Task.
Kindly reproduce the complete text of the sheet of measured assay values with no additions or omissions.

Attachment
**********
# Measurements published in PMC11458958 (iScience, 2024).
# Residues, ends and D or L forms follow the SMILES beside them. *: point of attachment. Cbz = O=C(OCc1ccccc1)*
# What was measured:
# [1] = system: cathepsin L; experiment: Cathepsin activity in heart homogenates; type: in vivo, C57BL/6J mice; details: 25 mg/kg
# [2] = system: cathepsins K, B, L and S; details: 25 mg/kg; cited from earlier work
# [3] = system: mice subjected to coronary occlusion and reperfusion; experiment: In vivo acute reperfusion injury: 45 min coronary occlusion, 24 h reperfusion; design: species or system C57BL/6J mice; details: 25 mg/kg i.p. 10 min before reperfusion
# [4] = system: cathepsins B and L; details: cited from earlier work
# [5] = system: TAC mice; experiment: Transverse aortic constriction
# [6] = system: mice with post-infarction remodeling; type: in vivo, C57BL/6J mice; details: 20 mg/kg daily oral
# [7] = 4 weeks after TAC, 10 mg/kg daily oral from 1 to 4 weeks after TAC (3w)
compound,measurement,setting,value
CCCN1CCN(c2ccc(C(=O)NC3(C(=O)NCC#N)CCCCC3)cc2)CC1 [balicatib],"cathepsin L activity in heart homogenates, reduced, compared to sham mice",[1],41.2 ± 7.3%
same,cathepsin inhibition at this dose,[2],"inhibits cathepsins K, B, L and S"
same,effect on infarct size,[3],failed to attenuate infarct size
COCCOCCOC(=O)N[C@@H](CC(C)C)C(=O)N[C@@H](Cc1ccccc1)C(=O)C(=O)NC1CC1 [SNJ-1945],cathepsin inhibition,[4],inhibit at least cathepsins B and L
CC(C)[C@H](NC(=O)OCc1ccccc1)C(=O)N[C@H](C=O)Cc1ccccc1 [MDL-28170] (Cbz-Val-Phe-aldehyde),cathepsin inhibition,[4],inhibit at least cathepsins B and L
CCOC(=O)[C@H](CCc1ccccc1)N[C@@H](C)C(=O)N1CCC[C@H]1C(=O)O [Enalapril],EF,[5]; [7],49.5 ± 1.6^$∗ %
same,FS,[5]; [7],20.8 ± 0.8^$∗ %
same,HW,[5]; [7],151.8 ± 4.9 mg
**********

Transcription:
# Measurements published in PMC11458958 (iScience, 2024).
# Residues, ends and D or L forms follow the SMILES beside them. *: point of attachment. Cbz = O=C(OCc1ccccc1)*
# What was measured:
# [1] = system: cathepsin L; experiment: Cathepsin activity in heart homogenates; type: in vivo, C57BL/6J mice; details: 25 mg/kg
# [2] = system: cathepsins K, B, L and S; details: 25 mg/kg; cited from earlier work
# [3] = system: mice subjected to coronary occlusion and reperfusion; experiment: In vivo acute reperfusion injury: 45 min coronary occlusion, 24 h reperfusion; design: species or system C57BL/6J mice; details: 25 mg/kg i.p. 10 min before reperfusion
# [4] = system: cathepsins B and L; details: cited from earlier work
# [5] = system: TAC mice; experiment: Transverse aortic constriction
# [6] = system: mice with post-infarction remodeling; type: in vivo, C57BL/6J mice; details: 20 mg/kg daily oral
# [7] = 4 weeks after TAC, 10 mg/kg daily oral from 1 to 4 weeks after TAC (3w)
compound,measurement,setting,value
CCCN1CCN(c2ccc(C(=O)NC3(C(=O)NCC#N)CCCCC3)cc2)CC1 [balicatib],"cathepsin L activity in heart homogenates, reduced, compared to sham mice",[1],41.2 ± 7.3%
same,cathepsin inhibition at this dose,[2],"inhibits cathepsins K, B, L and S"
same,effect on infarct size,[3],failed to attenuate infarct size
COCCOCCOC(=O)N[C@@H](CC(C)C)C(=O)N[C@@H](Cc1ccccc1)C(=O)C(=O)NC1CC1 [SNJ-1945],cathepsin inhibition,[4],inhibit at least cathepsins B and L
CC(C)[C@H](NC(=O)OCc1ccccc1)C(=O)N[C@H](C=O)Cc1ccccc1 [MDL-28170] (Cbz-Val-Phe-aldehyde),cathepsin inhibition,[4],inhibit at least cathepsins B and L
CCOC(=O)[C@H](CCc1ccccc1)N[C@@H](C)C(=O)N1CCC[C@H]1C(=O)O [Enalapril],EF,[5]; [7],49.5 ± 1.6^$∗ %
same,FS,[5]; [7],20.8 ± 0.8^$∗ %
same,HW,[5]; [7],151.8 ± 4.9 mg